Not content with just one movie-within-a-movie—you know, The Dancing Cavalier—Singin' in the Rain ends with the suggestion of another movie-within-the-movie: Singin' in the Rain.
Wait—what? If you're a little confused, that's to be expected. It's all very meta.
Let's recap: At the very end of the movie, after Lina gets exposed as a fraud and Don and Kathy reunite and serenade each other in front of everybody at the Dancing Cavalier premiere (that audience really got its money's worth, didn't it?) we cut to Don and Kathy standing in a field and admiring a billboard advertising a new Monumental Pictures film. It's called Singin' in the Rain, and it stars Don and Kathy.
At first, it might seem weird and unnecessarily complicated for the film to be so self-referential, but if you think about it, it makes sense. Singin' in the Rain is a 1952 movie-musical all about the movies, including musicals. As a satire, it deconstructs the movie trade and finds humor in the truth about the industry's shortcomings. In other words, Singin' in the Rain is all up in the movie business's, well, business—so why not end the picture on a reference to the picture itself? It punctuates the satirical nature of the movie.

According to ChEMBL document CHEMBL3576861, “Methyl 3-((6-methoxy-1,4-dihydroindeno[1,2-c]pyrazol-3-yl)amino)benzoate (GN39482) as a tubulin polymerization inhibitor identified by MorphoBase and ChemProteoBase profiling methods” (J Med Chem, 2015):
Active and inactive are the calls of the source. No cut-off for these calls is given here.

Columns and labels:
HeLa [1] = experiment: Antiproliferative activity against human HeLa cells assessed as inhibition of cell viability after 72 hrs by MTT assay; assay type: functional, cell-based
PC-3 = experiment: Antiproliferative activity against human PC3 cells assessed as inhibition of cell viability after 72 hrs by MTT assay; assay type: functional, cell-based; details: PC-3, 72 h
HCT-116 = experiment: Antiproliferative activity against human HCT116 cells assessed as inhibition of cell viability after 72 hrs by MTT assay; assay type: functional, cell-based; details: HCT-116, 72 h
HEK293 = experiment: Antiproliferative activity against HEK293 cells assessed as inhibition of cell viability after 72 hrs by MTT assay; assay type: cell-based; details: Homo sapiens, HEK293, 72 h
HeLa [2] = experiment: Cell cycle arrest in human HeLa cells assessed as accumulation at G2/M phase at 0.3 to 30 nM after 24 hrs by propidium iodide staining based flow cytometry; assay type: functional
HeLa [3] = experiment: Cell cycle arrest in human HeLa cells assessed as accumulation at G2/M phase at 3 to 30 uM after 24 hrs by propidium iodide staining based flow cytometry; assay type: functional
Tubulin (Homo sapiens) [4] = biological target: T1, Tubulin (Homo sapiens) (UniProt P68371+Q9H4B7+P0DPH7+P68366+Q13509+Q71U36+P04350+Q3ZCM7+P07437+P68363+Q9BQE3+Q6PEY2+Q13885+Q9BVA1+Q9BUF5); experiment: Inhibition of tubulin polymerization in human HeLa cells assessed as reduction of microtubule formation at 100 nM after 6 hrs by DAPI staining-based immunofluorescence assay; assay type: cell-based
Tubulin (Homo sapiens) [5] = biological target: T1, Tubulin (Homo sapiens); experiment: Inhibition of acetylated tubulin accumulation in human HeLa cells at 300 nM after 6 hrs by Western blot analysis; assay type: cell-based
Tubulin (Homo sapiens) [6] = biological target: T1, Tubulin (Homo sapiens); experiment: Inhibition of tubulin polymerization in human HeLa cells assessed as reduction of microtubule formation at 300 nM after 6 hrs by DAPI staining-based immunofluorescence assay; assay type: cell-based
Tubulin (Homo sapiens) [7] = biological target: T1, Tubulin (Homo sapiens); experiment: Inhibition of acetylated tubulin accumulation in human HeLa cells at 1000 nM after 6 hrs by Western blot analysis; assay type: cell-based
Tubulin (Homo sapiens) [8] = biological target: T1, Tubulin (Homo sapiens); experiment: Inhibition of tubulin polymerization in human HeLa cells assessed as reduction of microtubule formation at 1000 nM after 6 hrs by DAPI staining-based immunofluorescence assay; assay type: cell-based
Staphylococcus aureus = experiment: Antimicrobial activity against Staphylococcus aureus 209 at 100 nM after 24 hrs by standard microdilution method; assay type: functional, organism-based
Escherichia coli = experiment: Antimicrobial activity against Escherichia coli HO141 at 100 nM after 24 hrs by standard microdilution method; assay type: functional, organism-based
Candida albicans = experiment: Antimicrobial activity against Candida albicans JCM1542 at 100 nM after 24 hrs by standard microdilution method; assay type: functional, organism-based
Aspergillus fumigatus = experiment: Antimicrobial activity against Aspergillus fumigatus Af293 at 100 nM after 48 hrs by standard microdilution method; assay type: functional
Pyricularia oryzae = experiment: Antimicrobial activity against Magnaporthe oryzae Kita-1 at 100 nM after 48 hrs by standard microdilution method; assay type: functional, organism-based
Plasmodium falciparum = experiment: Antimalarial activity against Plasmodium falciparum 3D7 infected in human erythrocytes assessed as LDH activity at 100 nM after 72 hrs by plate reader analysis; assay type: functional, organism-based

Not buying that? Look, if nothing else, it reminds you what the name of the movie is, so you can go tell all your friends about what you just saw. Or ease the pains of your Memento-style anterograde.